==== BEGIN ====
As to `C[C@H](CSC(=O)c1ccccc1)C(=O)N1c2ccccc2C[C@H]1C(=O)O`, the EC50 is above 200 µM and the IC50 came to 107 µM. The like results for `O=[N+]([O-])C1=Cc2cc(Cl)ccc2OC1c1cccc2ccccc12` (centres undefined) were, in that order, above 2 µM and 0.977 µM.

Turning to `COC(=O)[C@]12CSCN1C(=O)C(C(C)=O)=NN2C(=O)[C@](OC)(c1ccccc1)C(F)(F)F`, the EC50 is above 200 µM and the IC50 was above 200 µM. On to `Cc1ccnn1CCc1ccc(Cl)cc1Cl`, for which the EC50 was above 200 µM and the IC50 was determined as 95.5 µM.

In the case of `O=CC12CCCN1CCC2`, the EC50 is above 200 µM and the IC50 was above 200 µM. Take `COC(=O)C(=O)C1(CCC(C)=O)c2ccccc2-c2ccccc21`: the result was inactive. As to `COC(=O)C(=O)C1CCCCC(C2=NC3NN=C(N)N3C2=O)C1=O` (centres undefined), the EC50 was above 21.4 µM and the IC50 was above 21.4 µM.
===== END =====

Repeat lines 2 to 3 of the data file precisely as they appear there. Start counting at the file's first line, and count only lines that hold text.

Turning to `COC(=O)[C@]12CSCN1C(=O)C(C(C)=O)=NN2C(=O)[C@](OC)(c1ccccc1)C(F)(F)F`, the EC50 is above 200 µM and the IC50 was above 200 µM. On to `Cc1ccnn1CCc1ccc(Cl)cc1Cl`, for which the EC50 was above 200 µM and the IC50 was determined as 95.5 µM.

In the case of `O=CC12CCCN1CCC2`, the EC50 is above 200 µM and the IC50 was above 200 µM. Take `COC(=O)C(=O)C1(CCC(C)=O)c2ccccc2-c2ccccc21`: the result was inactive. As to `COC(=O)C(=O)C1CCCCC(C2=NC3NN=C(N)N3C2=O)C1=O` (centres undefined), the EC50 was above 21.4 µM and the IC50 was above 21.4 µM.